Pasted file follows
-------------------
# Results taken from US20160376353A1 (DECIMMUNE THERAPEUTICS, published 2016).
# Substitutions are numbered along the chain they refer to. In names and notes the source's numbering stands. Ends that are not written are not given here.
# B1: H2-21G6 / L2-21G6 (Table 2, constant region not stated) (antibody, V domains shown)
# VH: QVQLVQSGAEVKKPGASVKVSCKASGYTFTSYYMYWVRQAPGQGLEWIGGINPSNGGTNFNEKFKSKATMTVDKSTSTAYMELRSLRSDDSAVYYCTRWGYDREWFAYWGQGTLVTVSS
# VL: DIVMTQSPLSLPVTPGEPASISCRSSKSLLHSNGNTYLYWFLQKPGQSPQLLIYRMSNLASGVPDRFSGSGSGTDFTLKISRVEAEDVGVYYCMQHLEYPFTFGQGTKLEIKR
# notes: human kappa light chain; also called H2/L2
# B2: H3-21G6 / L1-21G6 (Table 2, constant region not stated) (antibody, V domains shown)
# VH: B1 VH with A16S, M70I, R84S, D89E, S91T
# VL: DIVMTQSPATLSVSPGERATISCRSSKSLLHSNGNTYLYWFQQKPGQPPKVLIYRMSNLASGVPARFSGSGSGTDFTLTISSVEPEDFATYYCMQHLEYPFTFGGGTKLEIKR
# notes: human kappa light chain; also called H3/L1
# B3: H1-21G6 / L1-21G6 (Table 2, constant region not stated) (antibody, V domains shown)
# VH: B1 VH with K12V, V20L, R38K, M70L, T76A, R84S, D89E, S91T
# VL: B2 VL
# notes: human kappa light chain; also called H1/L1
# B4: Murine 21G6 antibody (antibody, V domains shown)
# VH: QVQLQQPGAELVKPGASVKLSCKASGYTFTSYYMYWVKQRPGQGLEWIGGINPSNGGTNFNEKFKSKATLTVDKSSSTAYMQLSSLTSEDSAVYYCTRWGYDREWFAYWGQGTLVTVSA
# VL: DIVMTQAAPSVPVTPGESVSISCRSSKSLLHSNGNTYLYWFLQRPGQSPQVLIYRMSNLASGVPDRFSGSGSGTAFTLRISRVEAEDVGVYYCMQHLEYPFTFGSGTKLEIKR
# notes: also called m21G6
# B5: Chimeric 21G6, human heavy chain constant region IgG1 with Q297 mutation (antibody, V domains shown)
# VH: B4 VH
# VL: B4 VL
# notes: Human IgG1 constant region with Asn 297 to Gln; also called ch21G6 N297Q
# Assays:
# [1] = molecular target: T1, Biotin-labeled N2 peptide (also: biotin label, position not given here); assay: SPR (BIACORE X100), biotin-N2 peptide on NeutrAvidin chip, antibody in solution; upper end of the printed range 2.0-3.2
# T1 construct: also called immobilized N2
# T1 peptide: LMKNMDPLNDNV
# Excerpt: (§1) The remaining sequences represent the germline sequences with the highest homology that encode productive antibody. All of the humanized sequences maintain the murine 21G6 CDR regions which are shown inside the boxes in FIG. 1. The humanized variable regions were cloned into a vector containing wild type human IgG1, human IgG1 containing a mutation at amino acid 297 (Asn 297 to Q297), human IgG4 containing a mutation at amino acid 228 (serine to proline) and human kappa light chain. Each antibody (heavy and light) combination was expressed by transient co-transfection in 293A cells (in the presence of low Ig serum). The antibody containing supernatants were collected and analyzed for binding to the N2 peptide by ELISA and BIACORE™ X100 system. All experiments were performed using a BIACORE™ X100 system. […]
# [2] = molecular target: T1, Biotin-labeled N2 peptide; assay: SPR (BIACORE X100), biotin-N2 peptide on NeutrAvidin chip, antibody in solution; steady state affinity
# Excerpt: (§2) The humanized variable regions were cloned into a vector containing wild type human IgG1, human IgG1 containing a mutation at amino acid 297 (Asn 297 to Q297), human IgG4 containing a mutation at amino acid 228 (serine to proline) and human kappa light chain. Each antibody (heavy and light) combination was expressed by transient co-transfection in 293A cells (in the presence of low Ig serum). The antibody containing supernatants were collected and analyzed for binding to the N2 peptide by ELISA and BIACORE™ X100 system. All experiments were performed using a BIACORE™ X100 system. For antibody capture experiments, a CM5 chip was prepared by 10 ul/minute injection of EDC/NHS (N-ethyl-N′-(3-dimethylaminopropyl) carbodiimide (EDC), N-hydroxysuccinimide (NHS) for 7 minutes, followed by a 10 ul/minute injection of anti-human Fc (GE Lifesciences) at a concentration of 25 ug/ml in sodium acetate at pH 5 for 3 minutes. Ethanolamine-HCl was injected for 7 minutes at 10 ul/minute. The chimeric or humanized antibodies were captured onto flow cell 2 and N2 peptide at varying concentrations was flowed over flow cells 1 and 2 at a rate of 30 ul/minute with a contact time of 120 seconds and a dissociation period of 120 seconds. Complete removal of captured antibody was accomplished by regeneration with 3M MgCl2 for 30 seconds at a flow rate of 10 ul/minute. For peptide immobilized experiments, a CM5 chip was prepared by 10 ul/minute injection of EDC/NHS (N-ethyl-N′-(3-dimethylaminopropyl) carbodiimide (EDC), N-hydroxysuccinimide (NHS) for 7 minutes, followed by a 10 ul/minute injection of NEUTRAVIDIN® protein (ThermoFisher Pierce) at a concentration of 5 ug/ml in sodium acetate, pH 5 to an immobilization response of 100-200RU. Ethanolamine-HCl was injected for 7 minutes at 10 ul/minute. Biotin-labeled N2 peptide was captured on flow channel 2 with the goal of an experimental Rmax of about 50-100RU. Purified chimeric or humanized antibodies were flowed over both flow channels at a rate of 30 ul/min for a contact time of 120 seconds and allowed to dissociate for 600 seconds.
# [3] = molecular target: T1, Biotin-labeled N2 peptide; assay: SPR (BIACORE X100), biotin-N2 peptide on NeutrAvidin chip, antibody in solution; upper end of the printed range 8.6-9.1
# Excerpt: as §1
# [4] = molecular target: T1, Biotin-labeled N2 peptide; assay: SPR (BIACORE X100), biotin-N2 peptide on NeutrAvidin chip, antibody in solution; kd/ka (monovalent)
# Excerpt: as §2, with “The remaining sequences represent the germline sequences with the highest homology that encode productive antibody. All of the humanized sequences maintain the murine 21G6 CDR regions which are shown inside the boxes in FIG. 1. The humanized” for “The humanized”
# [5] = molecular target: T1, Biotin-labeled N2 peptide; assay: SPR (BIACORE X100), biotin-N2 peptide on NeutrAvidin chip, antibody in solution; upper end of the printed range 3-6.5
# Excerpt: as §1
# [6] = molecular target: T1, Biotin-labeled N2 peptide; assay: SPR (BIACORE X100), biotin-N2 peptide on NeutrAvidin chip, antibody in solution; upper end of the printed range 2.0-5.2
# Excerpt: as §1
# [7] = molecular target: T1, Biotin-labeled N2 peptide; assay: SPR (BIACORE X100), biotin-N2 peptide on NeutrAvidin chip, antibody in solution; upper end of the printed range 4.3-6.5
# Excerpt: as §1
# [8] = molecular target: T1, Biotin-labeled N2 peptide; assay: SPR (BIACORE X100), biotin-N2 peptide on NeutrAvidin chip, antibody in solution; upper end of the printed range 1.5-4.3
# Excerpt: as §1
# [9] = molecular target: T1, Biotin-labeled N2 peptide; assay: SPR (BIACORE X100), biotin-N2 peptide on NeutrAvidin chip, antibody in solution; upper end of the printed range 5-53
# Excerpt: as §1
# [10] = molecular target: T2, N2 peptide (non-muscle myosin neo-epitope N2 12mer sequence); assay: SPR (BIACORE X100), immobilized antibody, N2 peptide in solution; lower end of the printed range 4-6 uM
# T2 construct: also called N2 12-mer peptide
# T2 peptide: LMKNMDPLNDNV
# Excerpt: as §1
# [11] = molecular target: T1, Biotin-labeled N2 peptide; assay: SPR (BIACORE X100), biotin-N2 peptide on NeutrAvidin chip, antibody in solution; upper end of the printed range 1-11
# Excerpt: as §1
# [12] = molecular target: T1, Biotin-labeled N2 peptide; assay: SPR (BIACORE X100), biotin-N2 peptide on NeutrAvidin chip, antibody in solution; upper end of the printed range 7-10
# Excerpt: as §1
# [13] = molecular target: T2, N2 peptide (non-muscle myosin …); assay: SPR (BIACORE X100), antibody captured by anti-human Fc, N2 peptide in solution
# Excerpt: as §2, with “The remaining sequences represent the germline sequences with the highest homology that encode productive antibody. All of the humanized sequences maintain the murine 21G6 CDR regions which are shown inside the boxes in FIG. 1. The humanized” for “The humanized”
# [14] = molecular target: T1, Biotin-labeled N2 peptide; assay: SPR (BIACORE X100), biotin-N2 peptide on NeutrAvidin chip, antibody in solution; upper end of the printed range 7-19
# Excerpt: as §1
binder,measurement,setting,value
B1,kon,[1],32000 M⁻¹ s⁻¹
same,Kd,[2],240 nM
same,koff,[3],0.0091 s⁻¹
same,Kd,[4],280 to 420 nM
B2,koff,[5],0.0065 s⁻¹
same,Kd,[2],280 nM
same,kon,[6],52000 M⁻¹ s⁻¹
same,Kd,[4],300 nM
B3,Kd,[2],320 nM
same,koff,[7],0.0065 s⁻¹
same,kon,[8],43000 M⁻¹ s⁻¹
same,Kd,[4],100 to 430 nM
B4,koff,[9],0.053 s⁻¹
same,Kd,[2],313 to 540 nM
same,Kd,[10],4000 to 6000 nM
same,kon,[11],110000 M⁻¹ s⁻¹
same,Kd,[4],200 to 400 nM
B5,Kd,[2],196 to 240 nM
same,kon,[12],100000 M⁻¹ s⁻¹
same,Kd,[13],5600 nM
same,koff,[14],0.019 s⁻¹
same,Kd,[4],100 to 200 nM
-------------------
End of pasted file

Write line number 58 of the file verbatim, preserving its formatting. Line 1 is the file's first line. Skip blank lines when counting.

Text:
same,Kd,[2],240 nM